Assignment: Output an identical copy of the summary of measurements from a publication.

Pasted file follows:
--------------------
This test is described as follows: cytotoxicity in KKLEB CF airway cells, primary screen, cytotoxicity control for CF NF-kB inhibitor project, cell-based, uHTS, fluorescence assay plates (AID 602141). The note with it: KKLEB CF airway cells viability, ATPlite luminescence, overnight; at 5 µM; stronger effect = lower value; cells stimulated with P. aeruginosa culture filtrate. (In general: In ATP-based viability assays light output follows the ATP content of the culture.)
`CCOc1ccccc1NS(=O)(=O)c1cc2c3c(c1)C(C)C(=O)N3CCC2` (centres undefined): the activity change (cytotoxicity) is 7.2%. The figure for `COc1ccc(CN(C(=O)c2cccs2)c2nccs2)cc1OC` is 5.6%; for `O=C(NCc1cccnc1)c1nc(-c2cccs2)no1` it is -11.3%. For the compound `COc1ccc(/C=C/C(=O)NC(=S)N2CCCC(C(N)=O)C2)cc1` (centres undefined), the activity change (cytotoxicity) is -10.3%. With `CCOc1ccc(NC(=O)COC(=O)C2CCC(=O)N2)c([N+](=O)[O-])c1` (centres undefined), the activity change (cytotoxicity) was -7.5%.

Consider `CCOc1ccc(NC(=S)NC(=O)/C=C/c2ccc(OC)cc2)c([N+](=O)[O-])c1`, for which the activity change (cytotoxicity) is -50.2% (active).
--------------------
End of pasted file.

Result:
This test is described as follows: cytotoxicity in KKLEB CF airway cells, primary screen, cytotoxicity control for CF NF-kB inhibitor project, cell-based, uHTS, fluorescence assay plates (AID 602141). The note with it: KKLEB CF airway cells viability, ATPlite luminescence, overnight; at 5 µM; stronger effect = lower value; cells stimulated with P. aeruginosa culture filtrate. (In general: In ATP-based viability assays light output follows the ATP content of the culture.)
`CCOc1ccccc1NS(=O)(=O)c1cc2c3c(c1)C(C)C(=O)N3CCC2` (centres undefined): the activity change (cytotoxicity) is 7.2%. The figure for `COc1ccc(CN(C(=O)c2cccs2)c2nccs2)cc1OC` is 5.6%; for `O=C(NCc1cccnc1)c1nc(-c2cccs2)no1` it is -11.3%. For the compound `COc1ccc(/C=C/C(=O)NC(=S)N2CCCC(C(N)=O)C2)cc1` (centres undefined), the activity change (cytotoxicity) is -10.3%. With `CCOc1ccc(NC(=O)COC(=O)C2CCC(=O)N2)c([N+](=O)[O-])c1` (centres undefined), the activity change (cytotoxicity) was -7.5%.

Consider `CCOc1ccc(NC(=S)NC(=O)/C=C/c2ccc(OC)cc2)c([N+](=O)[O-])c1`, for which the activity change (cytotoxicity) is -50.2% (active).